If you are interested in trade, tobacco and public health, as I am, law prof Sergio Puig has a new paper on tobacco litigation in international courts. There's a lot in there, and I couldn't possibly discuss everything in this blog post. I'm going to focus on just a couple points; I encourage everyone to read the whole paper.
I hope Sergio corrects me if I've gotten this wrong, but it seems to me that one of his general points is that anti-tobacco advocates shouldn't be so fearful of international economic law. In fact, he argues, IEL can help with their efforts, in the following two ways.
First, while international economic agreements may, in the past, have been about tobacco expansion, now they can actually help move away from this. In this regard, he says that "a policy import of the main conclusion involves delinking the interest in tobacco expansion from international economic agreements without eliminating the role of ICs. To that end, future agreements can start to exempt tobacco products from tariff cuts and to mandate the elimination of subsidies." (p. 62)
Second, he argues that international economic courts can play an important role in supporting effective anti-tobacco policies. For example, he says, "[international courts] can positively contribute to tobacco control by acknowledging, endorsing, and legitimizing sensible regulatory efforts and by evidencing how domestic politics and interest groups can shape regulations to meet their needs. Arguing for complete, unfettered deference to government regulators and defending any regulatory initiatives at all costs can be problematic for different reasons." (p. 64)
On both of these points, I am not convinced. With regard to tariffs, if I were a government health official regulating tobacco, my biggest concern would be the influence of protected domestic monopolies, state-owned or otherwise. These are the kinds of institutions who can push back most effectively against stronger tobacco regulation, for example with arguments about lost domestic jobs. Thus, as a health official, I would argue for removing all tariffs, in order to increase competition and limit the power of domestic tobacco interests. That could be done unilaterally, of course, but it could also be done through reciprocal tariff elimination in a trade agreement. In today's world, removing tariffs is not about tobacco expansion (although three decades ago it may have been), but rather about undermining domestic monopolies. In the current environment, I would think that the tariffs would almost certainly be replaced by higher sales taxes, so tobacco expansion is highly unlikely.
As for the role of international courts, I guess I kind of see what he means. If an international court says something like, "this particular regulation was discriminatory, but in general your goal of tobacco reduction is permissible," maybe that could be seen as an affirmation by an international court of the legitimacy of anti-tobacco policies. I suppose that if anti-tobacco groups saw language like that in an opinion, they would use it to their advantage. But my sense is that, on balance, they don't want international courts interfering with domestic tobacco regulation in the ways they do now. They see much more downside then upside.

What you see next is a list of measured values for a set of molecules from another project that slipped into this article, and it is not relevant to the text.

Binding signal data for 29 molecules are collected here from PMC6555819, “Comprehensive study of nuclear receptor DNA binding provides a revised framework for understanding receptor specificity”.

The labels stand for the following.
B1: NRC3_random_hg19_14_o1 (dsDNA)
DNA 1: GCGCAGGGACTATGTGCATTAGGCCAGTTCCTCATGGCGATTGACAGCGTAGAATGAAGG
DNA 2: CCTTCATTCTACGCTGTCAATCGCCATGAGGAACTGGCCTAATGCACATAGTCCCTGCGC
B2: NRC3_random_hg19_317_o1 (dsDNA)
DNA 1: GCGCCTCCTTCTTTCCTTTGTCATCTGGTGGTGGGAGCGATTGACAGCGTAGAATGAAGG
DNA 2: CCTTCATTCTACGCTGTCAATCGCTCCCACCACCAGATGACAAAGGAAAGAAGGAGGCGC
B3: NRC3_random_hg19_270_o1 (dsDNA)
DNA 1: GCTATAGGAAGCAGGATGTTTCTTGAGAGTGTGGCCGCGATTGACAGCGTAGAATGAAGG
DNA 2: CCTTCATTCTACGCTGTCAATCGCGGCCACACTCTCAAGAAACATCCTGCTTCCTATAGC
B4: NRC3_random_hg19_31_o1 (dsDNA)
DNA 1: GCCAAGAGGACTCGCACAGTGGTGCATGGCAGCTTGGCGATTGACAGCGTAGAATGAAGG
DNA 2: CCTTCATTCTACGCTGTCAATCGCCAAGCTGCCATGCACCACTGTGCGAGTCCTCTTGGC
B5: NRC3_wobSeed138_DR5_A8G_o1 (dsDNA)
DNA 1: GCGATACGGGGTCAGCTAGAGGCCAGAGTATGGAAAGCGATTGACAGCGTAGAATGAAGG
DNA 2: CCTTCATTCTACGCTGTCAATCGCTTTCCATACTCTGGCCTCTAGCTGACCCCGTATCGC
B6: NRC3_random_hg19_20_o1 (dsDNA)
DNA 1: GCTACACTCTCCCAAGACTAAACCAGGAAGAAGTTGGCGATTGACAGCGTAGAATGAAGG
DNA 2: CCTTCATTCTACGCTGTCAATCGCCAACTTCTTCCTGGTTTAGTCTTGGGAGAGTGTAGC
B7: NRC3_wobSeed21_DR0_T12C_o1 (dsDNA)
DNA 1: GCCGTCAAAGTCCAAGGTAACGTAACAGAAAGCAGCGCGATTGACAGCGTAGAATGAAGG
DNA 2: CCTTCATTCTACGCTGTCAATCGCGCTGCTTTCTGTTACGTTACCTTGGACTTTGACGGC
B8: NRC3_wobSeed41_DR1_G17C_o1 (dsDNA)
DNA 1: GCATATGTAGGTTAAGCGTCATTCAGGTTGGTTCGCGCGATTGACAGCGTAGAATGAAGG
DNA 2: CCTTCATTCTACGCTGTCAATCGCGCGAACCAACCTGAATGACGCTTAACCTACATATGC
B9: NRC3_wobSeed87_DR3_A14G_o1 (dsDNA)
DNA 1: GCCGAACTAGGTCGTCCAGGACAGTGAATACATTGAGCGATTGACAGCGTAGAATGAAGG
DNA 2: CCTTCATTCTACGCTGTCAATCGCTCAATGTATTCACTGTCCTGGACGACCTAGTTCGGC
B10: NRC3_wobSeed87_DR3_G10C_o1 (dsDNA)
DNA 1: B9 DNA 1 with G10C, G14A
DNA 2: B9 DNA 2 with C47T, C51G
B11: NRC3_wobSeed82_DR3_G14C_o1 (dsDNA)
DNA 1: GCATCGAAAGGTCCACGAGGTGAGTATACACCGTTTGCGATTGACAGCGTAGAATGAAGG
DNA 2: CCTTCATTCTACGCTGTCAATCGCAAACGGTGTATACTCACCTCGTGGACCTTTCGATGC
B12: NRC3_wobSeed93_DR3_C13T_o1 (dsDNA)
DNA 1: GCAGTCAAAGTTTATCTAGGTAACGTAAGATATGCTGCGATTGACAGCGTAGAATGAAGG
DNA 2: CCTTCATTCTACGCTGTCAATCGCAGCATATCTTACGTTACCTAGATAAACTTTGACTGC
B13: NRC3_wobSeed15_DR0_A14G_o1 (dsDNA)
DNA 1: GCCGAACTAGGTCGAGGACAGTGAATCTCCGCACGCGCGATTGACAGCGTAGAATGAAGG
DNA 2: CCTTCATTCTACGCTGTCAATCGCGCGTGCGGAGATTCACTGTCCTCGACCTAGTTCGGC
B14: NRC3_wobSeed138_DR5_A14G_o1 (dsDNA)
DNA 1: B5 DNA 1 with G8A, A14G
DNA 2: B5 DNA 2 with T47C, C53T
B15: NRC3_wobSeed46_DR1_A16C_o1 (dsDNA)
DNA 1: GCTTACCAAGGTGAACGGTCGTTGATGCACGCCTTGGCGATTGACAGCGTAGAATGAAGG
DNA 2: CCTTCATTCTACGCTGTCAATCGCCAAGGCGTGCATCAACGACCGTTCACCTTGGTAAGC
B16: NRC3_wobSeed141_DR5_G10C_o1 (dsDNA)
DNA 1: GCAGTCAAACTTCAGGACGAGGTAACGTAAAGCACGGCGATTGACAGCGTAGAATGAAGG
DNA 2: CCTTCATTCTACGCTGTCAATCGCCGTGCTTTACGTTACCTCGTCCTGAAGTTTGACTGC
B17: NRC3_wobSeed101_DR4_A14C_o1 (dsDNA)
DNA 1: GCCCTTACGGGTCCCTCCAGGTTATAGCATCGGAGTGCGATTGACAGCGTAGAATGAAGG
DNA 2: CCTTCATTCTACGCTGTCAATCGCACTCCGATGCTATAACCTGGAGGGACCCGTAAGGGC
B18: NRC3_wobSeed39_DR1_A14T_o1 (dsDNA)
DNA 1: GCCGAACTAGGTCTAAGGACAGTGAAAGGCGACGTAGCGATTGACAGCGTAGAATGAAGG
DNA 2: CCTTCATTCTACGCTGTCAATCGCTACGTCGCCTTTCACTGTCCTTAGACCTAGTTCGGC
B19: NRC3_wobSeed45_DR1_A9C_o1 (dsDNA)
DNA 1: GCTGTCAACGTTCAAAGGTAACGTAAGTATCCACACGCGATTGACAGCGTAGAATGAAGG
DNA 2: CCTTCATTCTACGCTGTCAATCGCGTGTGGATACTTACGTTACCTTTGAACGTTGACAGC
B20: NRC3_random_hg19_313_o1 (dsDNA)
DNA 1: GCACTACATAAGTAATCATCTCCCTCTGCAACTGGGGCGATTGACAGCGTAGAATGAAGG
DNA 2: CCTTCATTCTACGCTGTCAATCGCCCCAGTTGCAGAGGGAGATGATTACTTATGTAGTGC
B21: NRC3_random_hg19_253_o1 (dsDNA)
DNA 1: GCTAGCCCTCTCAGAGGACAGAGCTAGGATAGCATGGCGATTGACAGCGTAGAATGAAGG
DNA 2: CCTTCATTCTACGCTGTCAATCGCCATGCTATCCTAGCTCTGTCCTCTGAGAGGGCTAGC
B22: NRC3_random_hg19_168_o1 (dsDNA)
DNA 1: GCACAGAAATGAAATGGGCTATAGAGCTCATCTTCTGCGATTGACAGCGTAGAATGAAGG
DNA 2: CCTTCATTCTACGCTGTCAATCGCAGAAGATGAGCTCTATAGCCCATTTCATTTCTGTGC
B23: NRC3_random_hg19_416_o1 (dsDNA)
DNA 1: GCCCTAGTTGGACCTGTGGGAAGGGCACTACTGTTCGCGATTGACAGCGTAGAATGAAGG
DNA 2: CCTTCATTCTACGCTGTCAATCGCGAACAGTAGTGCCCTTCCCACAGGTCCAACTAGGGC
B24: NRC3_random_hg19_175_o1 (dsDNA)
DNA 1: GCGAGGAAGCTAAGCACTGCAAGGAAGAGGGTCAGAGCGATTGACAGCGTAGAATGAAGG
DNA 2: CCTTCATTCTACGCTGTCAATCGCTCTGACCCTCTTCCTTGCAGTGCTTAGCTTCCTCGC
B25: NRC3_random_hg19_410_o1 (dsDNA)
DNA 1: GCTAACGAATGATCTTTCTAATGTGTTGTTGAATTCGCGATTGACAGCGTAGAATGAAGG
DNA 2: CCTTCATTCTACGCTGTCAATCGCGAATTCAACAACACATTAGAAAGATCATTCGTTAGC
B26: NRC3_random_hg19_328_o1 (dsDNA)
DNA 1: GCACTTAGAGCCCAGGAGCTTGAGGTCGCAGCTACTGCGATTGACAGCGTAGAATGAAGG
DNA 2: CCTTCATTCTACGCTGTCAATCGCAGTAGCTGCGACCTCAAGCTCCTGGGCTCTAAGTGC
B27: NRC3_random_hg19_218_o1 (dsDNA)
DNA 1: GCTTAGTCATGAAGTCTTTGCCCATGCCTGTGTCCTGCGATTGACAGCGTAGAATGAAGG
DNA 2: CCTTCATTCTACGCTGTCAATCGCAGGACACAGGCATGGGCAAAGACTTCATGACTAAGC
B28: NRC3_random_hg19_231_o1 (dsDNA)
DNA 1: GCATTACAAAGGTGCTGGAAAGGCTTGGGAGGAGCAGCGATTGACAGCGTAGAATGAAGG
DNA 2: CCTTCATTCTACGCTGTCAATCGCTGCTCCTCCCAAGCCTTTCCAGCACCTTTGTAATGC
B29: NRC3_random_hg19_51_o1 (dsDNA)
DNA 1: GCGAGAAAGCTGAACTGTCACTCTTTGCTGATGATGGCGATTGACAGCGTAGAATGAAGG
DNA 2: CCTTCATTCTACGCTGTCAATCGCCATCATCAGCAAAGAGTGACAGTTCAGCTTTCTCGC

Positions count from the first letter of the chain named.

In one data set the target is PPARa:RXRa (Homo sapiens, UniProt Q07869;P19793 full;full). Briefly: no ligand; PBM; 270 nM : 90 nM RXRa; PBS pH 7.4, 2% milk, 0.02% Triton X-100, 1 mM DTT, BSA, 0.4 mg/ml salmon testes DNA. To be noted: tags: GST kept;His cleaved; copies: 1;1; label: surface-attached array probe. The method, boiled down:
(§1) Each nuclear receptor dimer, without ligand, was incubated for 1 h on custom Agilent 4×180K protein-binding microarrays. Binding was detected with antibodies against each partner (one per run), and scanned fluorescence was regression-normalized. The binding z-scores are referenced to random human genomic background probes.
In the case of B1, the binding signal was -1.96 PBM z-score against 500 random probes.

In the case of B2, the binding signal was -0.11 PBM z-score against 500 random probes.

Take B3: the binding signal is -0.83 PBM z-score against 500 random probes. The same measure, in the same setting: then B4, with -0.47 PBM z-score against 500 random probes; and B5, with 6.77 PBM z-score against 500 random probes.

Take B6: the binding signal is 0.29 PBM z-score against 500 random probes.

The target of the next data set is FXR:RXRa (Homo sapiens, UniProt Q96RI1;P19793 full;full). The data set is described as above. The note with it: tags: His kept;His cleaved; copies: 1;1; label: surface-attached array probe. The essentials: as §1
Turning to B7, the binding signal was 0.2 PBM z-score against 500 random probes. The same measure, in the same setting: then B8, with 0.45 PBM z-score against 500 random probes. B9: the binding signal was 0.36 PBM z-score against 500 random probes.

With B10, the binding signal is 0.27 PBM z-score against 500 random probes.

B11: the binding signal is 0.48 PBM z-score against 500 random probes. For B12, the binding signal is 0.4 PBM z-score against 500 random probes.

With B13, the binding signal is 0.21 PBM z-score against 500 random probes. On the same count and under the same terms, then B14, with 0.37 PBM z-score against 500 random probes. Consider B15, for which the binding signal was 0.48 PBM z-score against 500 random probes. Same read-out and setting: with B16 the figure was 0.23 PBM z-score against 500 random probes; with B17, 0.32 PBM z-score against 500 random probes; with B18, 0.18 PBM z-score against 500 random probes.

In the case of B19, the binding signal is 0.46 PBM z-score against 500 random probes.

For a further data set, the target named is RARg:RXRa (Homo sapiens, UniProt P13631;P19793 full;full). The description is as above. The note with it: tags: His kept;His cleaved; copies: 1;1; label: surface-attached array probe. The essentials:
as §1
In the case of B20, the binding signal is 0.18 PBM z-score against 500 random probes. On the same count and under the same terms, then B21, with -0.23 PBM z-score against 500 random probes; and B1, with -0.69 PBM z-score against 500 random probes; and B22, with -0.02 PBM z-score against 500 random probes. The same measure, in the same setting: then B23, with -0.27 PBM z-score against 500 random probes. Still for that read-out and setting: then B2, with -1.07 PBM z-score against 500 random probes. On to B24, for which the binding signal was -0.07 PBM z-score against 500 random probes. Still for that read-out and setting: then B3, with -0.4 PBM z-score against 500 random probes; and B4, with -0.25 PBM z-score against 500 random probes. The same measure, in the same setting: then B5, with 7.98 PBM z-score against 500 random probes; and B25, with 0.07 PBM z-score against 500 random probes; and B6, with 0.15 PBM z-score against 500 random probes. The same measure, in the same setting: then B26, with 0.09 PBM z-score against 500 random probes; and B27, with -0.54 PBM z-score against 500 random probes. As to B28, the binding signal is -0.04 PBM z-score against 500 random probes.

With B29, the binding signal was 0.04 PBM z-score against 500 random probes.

Finally, I think there is another key point worth exploring. Sergio talks about the principle of discrimination as the basis for international legal claims, as follows (p. 22):
3. Claims over Discrimination
More prevalent are claims involving disparate effects, discriminatory intent, or violations of due process that provide an advantage to certain tobacco products or producers over others. These include claims under the umbrella of nondiscrimination provisions (for example, most-favored-nation (“MFN”) status and national treatment), proportionality standards, or “fair-and-equitable treatment” clauses.
To me, this explanation of the legal principles at issue groups together some very different obligations, and, in fact, "discrimination" is not the general category here. Rather, the obligations he mentions should be broken down into two categories.
First, there are obligations that prohibit nationality-based discrimination (NT and MFN). These should have virtually no impact on the ability of states to regulate. I say "should have" because there are broad interpretations of these obligations out there, but generally speaking, these obligations will not interfere with tobacco regulation that is done for public health reasons. Many public health folks that I've talked to see this point, and are not worried about these obligations (if interpreted properly). They have no desire to discriminate against foreign producers; they just want strong domestic regulations.
And second, there are obligations such as fair and equitable treatment, which are about much more than discrimination, and serve as the basis for broad constitutional-type review of domestic measures. It's the latter that anti-tobacco campaigners should be -- and I think are -- worried about. I think Sergio may see this type of review as having the ability to shape regulation for the better. Maybe. But the anti-tobacco folks who read the Gary Born dissent in the Philip Morris v. Uruguay case are probably not going to be convinced that international courts are so positive.
To be honest, I only skimmed through this paper quickly, so I may have missed some things, or misunderstood some of Sergio's arguments. I am counting on him to show up in the comments with any corrections or further thoughts.